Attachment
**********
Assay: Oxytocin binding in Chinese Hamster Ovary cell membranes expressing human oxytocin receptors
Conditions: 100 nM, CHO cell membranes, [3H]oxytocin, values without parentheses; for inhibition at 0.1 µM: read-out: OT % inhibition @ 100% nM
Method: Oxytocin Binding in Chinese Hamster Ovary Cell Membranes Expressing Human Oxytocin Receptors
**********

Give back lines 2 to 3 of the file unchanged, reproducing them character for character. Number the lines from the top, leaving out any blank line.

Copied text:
Conditions: 100 nM, CHO cell membranes, [3H]oxytocin, values without parentheses; for inhibition at 0.1 µM: read-out: OT % inhibition @ 100% nM
Method: Oxytocin Binding in Chinese Hamster Ovary Cell Membranes Expressing Human Oxytocin Receptors